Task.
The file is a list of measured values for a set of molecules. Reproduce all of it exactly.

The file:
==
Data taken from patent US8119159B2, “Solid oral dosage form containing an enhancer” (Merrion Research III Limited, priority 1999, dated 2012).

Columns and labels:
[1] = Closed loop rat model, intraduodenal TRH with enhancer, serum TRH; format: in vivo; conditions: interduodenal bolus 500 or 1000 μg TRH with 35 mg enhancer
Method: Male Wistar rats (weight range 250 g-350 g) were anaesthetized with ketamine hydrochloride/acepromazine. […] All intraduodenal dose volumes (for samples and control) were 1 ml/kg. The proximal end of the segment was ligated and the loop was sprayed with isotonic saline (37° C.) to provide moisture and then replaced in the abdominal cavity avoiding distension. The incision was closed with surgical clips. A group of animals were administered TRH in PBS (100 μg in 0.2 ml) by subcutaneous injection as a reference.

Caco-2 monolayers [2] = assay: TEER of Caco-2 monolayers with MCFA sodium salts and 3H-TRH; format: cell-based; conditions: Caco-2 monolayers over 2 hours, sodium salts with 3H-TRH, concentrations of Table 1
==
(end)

Data taken from patent US8119159B2, “Solid oral dosage form containing an enhancer” (Merrion Research III Limited, priority 1999, dated 2012).

Columns and labels:
[1] = Closed loop rat model, intraduodenal TRH with enhancer, serum TRH; format: in vivo; conditions: interduodenal bolus 500 or 1000 μg TRH with 35 mg enhancer
Method: Male Wistar rats (weight range 250 g-350 g) were anaesthetized with ketamine hydrochloride/acepromazine. […] All intraduodenal dose volumes (for samples and control) were 1 ml/kg. The proximal end of the segment was ligated and the loop was sprayed with isotonic saline (37° C.) to provide moisture and then replaced in the abdominal cavity avoiding distension. The incision was closed with surgical clips. A group of animals were administered TRH in PBS (100 μg in 0.2 ml) by subcutaneous injection as a reference.

Caco-2 monolayers [2] = assay: TEER of Caco-2 monolayers with MCFA sodium salts and 3H-TRH; format: cell-based; conditions: Caco-2 monolayers over 2 hours, sodium salts with 3H-TRH, concentrations of Table 1